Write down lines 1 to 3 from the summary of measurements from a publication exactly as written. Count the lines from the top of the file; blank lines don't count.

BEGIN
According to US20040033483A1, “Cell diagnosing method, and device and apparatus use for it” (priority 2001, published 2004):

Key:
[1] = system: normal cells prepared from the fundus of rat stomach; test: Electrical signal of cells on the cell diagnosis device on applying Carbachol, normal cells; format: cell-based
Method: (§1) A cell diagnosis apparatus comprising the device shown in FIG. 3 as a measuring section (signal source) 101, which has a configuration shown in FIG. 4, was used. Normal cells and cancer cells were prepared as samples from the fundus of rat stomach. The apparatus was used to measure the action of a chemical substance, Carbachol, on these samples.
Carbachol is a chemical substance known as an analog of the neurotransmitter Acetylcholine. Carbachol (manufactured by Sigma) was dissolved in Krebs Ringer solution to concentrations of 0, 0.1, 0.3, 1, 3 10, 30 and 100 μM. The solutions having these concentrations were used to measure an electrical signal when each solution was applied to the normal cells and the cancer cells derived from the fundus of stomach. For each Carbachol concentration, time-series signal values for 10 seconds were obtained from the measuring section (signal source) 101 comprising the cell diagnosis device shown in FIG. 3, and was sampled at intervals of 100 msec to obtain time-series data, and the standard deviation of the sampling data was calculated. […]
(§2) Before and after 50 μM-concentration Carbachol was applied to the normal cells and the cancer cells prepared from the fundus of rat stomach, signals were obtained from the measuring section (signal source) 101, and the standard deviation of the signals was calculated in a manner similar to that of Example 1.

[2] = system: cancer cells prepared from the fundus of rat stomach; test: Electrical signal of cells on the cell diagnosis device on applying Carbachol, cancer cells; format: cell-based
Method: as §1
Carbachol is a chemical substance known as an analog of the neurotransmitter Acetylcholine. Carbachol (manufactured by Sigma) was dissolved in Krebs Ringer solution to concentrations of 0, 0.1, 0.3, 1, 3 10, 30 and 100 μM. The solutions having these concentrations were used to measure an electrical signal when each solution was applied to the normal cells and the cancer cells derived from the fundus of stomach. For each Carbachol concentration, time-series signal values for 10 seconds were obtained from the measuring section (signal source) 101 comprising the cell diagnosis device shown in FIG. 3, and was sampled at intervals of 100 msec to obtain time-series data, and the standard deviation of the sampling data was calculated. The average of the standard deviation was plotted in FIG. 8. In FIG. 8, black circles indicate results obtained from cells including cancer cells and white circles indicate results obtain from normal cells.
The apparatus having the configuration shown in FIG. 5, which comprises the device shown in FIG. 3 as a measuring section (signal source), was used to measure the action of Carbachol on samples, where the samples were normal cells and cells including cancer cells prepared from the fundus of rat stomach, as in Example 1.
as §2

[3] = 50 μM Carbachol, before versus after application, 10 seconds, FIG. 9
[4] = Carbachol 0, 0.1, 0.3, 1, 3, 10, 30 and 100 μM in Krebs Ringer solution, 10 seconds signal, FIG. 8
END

According to US20040033483A1, “Cell diagnosing method, and device and apparatus use for it” (priority 2001, published 2004):

Key:
[1] = system: normal cells prepared from the fundus of rat stomach; test: Electrical signal of cells on the cell diagnosis device on applying Carbachol, normal cells; format: cell-based